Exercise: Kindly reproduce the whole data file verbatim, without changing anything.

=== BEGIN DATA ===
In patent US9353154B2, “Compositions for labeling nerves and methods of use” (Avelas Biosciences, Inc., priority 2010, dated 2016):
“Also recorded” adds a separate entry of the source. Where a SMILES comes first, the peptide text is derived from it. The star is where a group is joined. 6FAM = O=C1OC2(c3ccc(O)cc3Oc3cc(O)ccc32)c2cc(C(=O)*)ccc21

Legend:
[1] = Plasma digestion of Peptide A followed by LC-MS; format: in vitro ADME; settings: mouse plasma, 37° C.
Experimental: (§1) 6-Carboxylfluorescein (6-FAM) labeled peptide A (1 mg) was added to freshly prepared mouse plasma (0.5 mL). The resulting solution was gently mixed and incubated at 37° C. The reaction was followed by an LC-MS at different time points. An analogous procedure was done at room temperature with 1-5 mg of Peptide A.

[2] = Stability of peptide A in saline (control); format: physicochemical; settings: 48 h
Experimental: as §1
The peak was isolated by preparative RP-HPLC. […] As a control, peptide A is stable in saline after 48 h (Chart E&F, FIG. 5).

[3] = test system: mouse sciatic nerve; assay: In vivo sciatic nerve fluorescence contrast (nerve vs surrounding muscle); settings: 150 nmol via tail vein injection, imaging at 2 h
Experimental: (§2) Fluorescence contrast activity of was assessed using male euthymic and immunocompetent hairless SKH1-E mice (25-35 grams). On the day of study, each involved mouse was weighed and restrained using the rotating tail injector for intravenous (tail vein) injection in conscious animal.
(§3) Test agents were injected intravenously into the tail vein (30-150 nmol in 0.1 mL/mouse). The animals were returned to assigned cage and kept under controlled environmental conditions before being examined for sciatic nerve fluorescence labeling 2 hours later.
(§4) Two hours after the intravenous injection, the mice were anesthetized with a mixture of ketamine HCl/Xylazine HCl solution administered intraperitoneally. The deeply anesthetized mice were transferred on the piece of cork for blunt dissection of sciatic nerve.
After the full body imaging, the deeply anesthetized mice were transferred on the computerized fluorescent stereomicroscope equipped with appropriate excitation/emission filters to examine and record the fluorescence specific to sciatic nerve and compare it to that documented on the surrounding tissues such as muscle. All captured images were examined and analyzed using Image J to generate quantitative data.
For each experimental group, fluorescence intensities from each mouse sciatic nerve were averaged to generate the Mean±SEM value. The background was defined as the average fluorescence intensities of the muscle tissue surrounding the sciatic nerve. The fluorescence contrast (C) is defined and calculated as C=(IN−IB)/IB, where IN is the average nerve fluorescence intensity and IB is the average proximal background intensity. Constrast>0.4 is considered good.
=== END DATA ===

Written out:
In patent US9353154B2, “Compositions for labeling nerves and methods of use” (Avelas Biosciences, Inc., priority 2010, dated 2016):
“Also recorded” adds a separate entry of the source. Where a SMILES comes first, the peptide text is derived from it. The star is where a group is joined. 6FAM = O=C1OC2(c3ccc(O)cc3Oc3cc(O)ccc32)c2cc(C(=O)*)ccc21

Legend:
[1] = Plasma digestion of Peptide A followed by LC-MS; format: in vitro ADME; settings: mouse plasma, 37° C.
Experimental: (§1) 6-Carboxylfluorescein (6-FAM) labeled peptide A (1 mg) was added to freshly prepared mouse plasma (0.5 mL). The resulting solution was gently mixed and incubated at 37° C. The reaction was followed by an LC-MS at different time points. An analogous procedure was done at room temperature with 1-5 mg of Peptide A.

[2] = Stability of peptide A in saline (control); format: physicochemical; settings: 48 h
Experimental: as §1
The peak was isolated by preparative RP-HPLC. […] As a control, peptide A is stable in saline after 48 h (Chart E&F, FIG. 5).

[3] = test system: mouse sciatic nerve; assay: In vivo sciatic nerve fluorescence contrast (nerve vs surrounding muscle); settings: 150 nmol via tail vein injection, imaging at 2 h
Experimental: (§2) Fluorescence contrast activity of was assessed using male euthymic and immunocompetent hairless SKH1-E mice (25-35 grams). On the day of study, each involved mouse was weighed and restrained using the rotating tail injector for intravenous (tail vein) injection in conscious animal.
(§3) Test agents were injected intravenously into the tail vein (30-150 nmol in 0.1 mL/mouse). The animals were returned to assigned cage and kept under controlled environmental conditions before being examined for sciatic nerve fluorescence labeling 2 hours later.
(§4) Two hours after the intravenous injection, the mice were anesthetized with a mixture of ketamine HCl/Xylazine HCl solution administered intraperitoneally. The deeply anesthetized mice were transferred on the piece of cork for blunt dissection of sciatic nerve.
After the full body imaging, the deeply anesthetized mice were transferred on the computerized fluorescent stereomicroscope equipped with appropriate excitation/emission filters to examine and record the fluorescence specific to sciatic nerve and compare it to that documented on the surrounding tissues such as muscle. All captured images were examined and analyzed using Image J to generate quantitative data.
For each experimental group, fluorescence intensities from each mouse sciatic nerve were averaged to generate the Mean±SEM value. The background was defined as the average fluorescence intensities of the muscle tissue surrounding the sciatic nerve. The fluorescence contrast (C) is defined and calculated as C=(IN−IB)/IB, where IN is the average nerve fluorescence intensity and IB is the average proximal background intensity. Constrast>0.4 is considered good.